The Teachers Service Commission (TSC) together with Public Service Superannuation Scheme has started sensitization of teachers on the the Public Service Superannuation Scheme (PSSS) popularly known as Provident Fund.
The programme which targets members i.e teachers who turned age 45 years as at 2021 and those employed thereafter has started in many counties today.
The Public Service Superannuation Scheme (PSSS) was established under the Public Service Superannuation Scheme Act No. 8 of 2012 for providing retirement benefits to Civil Servants, Teachers and Disciplined Services Personnel.
The Scheme is managed by a Board of Trustees with support of a full time Secretariat and Service Providers.
The Scheme became operational on 1st January, 2021 following gazettement of the commencement date by the Cabinet Secretary National Treasury and Planning pursuant to Section 1 of the PSSS Act.
The Scheme has the responsibility that include among others, educating members on their benefits and requirements as provided by the Act.
Teachers and Civil servants are now required to contribute for their pension through the provident fund.
Members are deducted 7.5% of their basic salary known as Provident Fund which go towards the scheme.
This is a defined contribution pension arrangement where the employee and the employer contribute to fund the scheme to benefit the employees.
The Scheme is regulated by the Retirement Benefits Authority (RBA).
Before the Defined Contributory Scheme the government operated a Non-contributory scheme (Free pension) that was fully financed by the exchequer since independence.
Disadvantages of Non-contributory scheme (Free pension)
1. The scheme disadvantages employees who may wish to leave service before they attain the age of 50 years since they do not qualify for pension or any other benefit.
2. When a member gets employment opportunity in another organization with a pension scheme, benefits under the scheme are not transferable to another pension scheme.
3. A member of the Scheme may not make additional voluntary contributions to the Scheme.
4. The accrued pension cannot be accessed while in service until time of exit.
5. It is discriminatory to male officers on account of marriage gratuity and widowers pension.
Advantages of Defined Contributory Scheme
1. Tax benefits which includes pretax tax contribution that reduces an employees taxable income. The pension contribution is deducted from the basic salary before tax is calculated. Members enjoy tax benefit to a maximum of the lesser of ksh 20,000 or 30% of pensionable emoluments.
2. An officer who exits the service through resignation or dismissal does not lose on pension.
3. The accrued pension can be transferred to another pension scheme of one’s choice on exit.
4. Employees have an option to make additional voluntary contributions to the scheme above the mandatory 7.5% of the basic salary. Where an employee takes this option, the government will not increase its contribution.
5. Members of the scheme may access retirement benefits earlier than the prescribed retirement age by reason of dismissal, resignation, ill health, mortgage finance, advance to buy a residential house, immigration or death.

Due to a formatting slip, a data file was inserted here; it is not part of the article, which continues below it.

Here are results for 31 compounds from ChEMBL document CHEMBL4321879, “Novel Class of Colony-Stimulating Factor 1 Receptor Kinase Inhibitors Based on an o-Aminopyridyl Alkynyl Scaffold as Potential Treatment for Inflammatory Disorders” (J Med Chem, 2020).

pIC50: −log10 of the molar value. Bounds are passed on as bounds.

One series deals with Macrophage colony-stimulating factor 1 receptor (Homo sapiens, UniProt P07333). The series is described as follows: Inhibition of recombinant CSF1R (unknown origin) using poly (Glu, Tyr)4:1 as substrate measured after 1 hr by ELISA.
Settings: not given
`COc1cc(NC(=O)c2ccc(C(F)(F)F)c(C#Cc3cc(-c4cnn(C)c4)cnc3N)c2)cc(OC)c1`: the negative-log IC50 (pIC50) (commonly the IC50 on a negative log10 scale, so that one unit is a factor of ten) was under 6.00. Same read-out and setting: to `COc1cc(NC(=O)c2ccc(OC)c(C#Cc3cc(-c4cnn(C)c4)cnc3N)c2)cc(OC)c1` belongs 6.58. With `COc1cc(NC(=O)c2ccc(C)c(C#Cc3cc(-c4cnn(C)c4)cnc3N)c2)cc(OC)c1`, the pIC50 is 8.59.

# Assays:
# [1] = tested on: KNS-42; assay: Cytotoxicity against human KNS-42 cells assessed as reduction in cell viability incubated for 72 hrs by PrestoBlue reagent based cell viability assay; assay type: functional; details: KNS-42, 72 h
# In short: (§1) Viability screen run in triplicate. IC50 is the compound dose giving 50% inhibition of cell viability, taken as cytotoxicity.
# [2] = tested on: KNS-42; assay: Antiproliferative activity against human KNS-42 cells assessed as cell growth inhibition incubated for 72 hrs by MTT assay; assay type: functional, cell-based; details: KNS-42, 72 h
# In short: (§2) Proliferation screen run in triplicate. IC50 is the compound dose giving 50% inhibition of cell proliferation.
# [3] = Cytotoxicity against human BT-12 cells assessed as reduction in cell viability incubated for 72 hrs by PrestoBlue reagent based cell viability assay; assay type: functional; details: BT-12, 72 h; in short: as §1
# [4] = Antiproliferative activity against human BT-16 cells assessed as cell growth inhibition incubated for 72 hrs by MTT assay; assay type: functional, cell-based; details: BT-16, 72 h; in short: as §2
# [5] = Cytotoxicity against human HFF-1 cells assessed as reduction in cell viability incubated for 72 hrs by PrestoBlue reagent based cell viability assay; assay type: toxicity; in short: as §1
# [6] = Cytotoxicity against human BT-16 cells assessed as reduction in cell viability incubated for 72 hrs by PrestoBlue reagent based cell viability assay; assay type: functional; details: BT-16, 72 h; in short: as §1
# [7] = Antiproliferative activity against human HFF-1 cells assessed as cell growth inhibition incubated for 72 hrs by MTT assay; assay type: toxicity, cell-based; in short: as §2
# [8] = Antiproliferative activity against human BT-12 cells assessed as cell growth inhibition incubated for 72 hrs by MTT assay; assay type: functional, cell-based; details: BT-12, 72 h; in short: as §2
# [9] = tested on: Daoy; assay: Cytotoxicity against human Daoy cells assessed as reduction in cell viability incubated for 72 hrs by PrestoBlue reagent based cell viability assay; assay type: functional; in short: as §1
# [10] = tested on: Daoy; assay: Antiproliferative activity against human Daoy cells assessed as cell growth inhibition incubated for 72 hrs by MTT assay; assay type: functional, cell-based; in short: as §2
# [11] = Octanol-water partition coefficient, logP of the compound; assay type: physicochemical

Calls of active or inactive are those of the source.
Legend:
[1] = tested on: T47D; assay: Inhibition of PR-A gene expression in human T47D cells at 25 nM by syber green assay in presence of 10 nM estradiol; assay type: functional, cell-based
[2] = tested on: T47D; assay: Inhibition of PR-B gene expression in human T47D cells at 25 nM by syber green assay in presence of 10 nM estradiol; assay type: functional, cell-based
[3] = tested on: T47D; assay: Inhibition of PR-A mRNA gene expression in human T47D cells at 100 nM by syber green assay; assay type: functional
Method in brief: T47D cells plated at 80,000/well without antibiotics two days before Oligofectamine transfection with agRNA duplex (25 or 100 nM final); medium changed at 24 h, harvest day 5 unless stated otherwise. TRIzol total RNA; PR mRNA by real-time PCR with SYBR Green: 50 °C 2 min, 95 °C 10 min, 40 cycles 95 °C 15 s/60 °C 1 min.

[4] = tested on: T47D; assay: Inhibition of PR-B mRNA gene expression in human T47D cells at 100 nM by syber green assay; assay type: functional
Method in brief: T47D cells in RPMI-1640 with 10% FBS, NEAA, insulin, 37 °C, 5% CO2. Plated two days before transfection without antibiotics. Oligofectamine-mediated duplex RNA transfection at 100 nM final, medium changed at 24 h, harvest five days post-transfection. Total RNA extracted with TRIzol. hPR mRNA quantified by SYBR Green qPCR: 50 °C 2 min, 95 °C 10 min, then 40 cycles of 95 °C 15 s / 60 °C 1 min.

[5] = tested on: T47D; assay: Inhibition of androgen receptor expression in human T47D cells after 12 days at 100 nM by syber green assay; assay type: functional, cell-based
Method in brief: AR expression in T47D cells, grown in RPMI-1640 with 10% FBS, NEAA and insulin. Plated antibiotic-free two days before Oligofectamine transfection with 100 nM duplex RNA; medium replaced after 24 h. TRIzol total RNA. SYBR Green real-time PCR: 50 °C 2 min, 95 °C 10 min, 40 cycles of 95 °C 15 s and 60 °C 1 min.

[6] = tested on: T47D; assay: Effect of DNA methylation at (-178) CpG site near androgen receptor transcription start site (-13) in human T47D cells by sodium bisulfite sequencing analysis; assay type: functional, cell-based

6. The retirement benefits (mortgage loans) (amendment) regulations, 2020 gives pension scheme members a right to access up to 40% subject to a maximum of ksh 7 million of accumulated contribution to purchase a residential house.
Membership to the Defined Contributory Scheme
1. Employees serving on permanent and pensionable terms of service and aged below 45 years as at 01/01/2021
2. New employees who join the public service on or after 01/01/2021
Employees aged 45 years and above as at 01/01/2021 had the option to join or not to join. Employees aged 45 years and above who opted not to join the scheme remained in the public service pension scheme (the previous non-contributory pension scheme).
Contributions to the new Defined Contributory Scheme
The rate of contribution of the basic salary is graduated as follows; 2% in the fist year from 1st January 2021, 5% in second year from 1st January 2022 and 7.5% in the third year from 1st January 2023.
The employer contributes 15% of employees basic salary. PSSS being a defined contributory plan, employees and employers contributed funds are invested to earn investment income.
The funds are managed by the board of trustees. Upon conception of this agreement, the male employees no longer contribute to the Widows and Children’s Pension Scheme (WCPS) and NSSF from the date of joining the scheme.
Thanks for the Information.Be clear on this, for those who had worked for over five years before the Scheme started…Where did their non- contributory pension awarded cash go to.Where did the Males WCPS cash go to.Was it added into the currently deducted cash.
2.How can a person at 60 benefit with the denial of promotions and getting meagre pay…..
What to former contributions i had made on the previous scheme and the WCPS and NSSF ? WHERE DID IT GO?